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Sometimes, getting the iron out can be a real chore, and the fact that it often takes up a huge chunk of your evening may leave you feeling quite deflated. However, we have some fantastic little secrets and tips to help you not only reduce your ironing time, but make it more efficient. With this guide, you will be the master of the iron, and will find that you have a little more free time than before.
How to Cut Your Ironing Time
Ironing can take up a lot of your time, and so any way in which you can cut it down is excellent. We have a few nifty secrets for a shorter ironing time that you are definitely going to want to take advantage of.
Get organised and make the space for clothes to hang gently and freely. By giving your clothing time and room to hang, you reduce the risk of creasing massively so that you don’t need to iron each piece quite as much. Even just a few hooks for those really important outfits can make a massive difference to the ironing time.
When your clothes have finished washing, get them straight out onto the line. The longer they are left in the machine, the more creased they will become. It is also worth doing a second spin cycle quickly as well because this can loosen creases and make it easier to iron.
You should learn how to use your iron more efficiently as well. You see, while the iron is heating up it is the perfect time to get any delicates that require a lower heat done. By the time it has heated up, they will all be finished, and you can move straight onto the rest of your clothes.
Natural detergents can also make your clothes softer and easier to iron, making the process a faster one overall. It is a great option not only because of the ironing time, but also because it helps the planet a little more and can reduce any itchiness or discomfort caused by chemical detergents.
You can also try to cut down the ironing time by placing a sheet of aluminium foil under the board cover. It will reflect the heat from the iron as you move, essentially allowing you to iron both sides at once. You will be finished in half the time with great results.
The Key to the Best Ironing Job
So, for those of you who are in desperate need of some top tips for really doing a good ironing job, this section is just what you needed. We answer some FAQs, as well as give advice you probably haven’t heard of before. Check out our list below:
How to Iron Your Clothing
One thing that always catches us off guard is how to iron specific pieces of clothing, because it is not always as simple as you may think. In this section, we take you through the key clothes that are ironed and the methods you should be using to get them looking fantastic.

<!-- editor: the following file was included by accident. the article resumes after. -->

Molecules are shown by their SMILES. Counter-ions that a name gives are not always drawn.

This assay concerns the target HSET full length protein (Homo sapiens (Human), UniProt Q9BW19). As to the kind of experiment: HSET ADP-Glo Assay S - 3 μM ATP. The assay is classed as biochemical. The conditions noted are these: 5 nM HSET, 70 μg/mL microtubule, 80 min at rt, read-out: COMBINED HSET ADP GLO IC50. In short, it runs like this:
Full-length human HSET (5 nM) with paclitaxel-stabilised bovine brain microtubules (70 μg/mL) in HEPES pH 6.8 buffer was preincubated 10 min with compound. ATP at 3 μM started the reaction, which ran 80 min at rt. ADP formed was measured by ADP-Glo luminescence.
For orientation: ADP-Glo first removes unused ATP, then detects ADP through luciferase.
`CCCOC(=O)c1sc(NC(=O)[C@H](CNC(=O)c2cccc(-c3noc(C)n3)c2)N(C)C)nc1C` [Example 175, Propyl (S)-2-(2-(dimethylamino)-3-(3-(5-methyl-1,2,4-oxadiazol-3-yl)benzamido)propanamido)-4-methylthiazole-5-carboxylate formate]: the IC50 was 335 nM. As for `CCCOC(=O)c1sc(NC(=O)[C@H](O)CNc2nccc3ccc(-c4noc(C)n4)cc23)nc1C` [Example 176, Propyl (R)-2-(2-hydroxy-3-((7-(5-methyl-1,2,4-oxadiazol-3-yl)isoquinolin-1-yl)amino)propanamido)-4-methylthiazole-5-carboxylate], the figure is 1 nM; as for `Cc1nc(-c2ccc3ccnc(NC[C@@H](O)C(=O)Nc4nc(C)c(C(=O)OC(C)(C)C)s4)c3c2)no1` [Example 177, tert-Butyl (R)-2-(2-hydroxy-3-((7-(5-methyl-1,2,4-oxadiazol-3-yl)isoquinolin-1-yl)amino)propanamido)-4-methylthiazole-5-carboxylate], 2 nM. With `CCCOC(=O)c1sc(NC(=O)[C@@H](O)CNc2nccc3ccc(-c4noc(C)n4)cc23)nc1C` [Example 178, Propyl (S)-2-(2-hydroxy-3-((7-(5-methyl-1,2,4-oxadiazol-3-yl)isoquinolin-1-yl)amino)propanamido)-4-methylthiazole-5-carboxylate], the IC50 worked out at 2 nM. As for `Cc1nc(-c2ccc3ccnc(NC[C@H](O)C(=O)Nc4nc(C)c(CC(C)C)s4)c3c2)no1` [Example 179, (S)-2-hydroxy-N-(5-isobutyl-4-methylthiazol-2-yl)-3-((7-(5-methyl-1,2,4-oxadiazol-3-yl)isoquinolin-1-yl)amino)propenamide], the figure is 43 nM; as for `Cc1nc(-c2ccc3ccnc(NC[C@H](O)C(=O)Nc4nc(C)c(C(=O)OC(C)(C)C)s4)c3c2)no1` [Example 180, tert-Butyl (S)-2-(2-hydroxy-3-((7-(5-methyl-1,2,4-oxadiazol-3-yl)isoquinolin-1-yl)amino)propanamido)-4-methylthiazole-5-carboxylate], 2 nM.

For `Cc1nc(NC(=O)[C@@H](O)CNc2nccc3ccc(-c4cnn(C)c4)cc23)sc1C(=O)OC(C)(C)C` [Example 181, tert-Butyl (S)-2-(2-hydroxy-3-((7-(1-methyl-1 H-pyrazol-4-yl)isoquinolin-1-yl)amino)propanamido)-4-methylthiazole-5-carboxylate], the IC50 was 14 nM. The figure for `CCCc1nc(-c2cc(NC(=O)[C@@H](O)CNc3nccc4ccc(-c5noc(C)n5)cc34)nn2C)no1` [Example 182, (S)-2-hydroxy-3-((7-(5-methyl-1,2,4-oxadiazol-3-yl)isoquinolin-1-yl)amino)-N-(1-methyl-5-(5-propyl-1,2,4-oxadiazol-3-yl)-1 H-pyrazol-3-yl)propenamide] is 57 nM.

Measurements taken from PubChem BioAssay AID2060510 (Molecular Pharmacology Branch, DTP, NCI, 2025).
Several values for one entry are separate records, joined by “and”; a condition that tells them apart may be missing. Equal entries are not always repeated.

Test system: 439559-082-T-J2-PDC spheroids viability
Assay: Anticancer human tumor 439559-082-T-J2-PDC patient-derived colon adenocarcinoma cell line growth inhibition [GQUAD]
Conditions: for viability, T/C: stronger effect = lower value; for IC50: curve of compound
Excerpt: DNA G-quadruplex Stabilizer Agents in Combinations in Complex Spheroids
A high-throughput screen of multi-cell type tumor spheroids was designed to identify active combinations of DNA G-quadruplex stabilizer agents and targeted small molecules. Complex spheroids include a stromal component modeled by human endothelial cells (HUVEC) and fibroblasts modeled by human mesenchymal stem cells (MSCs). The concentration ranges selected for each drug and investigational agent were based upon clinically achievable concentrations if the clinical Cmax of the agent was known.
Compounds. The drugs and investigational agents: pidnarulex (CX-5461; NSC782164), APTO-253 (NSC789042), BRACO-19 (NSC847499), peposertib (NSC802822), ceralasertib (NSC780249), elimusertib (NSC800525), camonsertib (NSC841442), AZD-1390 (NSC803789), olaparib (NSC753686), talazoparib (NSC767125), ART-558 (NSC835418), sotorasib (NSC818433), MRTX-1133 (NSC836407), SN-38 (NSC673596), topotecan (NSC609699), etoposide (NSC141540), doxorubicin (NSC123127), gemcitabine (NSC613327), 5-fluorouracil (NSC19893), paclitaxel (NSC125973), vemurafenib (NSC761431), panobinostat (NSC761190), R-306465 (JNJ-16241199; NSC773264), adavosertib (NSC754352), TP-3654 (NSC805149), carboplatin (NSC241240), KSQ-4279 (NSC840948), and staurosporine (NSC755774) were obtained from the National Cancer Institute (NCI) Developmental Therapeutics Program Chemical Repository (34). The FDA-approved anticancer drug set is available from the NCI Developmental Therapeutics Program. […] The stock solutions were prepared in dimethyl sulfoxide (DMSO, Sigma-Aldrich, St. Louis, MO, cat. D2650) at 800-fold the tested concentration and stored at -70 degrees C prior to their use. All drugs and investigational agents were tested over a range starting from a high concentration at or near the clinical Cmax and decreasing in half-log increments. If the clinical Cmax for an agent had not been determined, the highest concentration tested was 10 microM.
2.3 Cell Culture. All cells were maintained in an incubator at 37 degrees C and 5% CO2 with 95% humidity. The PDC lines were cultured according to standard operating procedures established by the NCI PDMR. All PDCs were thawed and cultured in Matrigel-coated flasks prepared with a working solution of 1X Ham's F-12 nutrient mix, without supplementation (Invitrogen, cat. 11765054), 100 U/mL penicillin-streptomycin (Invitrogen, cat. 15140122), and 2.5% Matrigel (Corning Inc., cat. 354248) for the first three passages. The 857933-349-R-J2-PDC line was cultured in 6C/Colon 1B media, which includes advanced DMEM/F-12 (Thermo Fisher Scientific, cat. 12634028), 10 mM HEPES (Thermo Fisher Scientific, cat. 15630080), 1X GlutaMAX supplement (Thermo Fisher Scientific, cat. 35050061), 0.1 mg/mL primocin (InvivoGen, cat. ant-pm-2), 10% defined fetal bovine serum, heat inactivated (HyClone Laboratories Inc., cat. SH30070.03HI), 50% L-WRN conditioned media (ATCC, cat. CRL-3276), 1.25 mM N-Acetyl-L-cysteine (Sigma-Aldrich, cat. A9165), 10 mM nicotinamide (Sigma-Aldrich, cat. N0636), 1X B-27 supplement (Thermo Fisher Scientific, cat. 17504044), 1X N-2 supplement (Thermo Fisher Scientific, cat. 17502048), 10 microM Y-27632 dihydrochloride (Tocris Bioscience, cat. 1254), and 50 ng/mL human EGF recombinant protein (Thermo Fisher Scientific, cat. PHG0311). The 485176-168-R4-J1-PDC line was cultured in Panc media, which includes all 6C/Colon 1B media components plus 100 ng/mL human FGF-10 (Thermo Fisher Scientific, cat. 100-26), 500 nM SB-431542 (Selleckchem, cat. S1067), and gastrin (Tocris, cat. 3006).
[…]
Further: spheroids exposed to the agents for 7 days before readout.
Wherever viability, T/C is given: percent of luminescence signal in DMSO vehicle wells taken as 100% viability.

Shirts: Always start with the sleeves, as they will hang off the ironing board while you do the rest. Open the cuffs and lay them flat so that they are ironed into shape correctly and not left wonky or stiff. The collar should also be opened and flat for the same reason, and the results will be much better. Let the shirt hang for a few minutes afterwards to ensure it remains flat and creaseless.
Trousers: Always use gentle pressure with trousers. There should be a single crease on each leg that stops six inches away from the waist. If you lose your main crease, simply line up the seam for each leg to match, and you will find it. After you have pressed the crease, it should be left for an hour or two so that it can set in place as it cools.
Skirts: If you have a standard skirt, all you need to do is start at the top and work your way to the bottom. For those with flounces, you have to start at the bottom and work your way up to the top. These tend to be the easiest garments for you to iron.
How to Iron Specific Materials
You can’t just turn the iron on and stick it straight on the clothing; you have to make sure you are using the right setting for the materials in question. Here is a quick guide to the most commonly ironed materials and how you should be ironing them.
Cotton: Iron on a high heat while it is still damp. If the fabric is dry, make sure to dampen it first.
Silk: Use a medium heat setting and dry iron inside and out. Place a pressing cloth over the items you want to iron before you press them.
Wool: Use the best steam press iron on a medium heat.
Acetate: Use a dry iron on a low heat while steaming the wrong side of the fabric.
Acrylic: Use a dry iron on a low heat while ironing the wrong side of the fabric. Don’t use steam.
Nylon: Use a low heat and a dry iron, but you can spray the material if needed.
Polyester: Iron while damp, and use a low or medium heat. Do not iron dry and spray if needed.
Hopefully, this has helped you to learn more about the ways in which you can make ironing faster and more efficient. If you enjoyed this guide, we would love to hear from you in the comments, but we would also like to know if you have any other tips and tricks that you would like to share.
Gemma Tyler is a freelance journalist with 15 years of experience writing for consumer publications. She has tested and reviewed a wide range of household items from vacuum cleaners to washing machines and dehumidifiers to steam irons. Her attention to detail and exhaustive testing certainly makes her an expert in her field.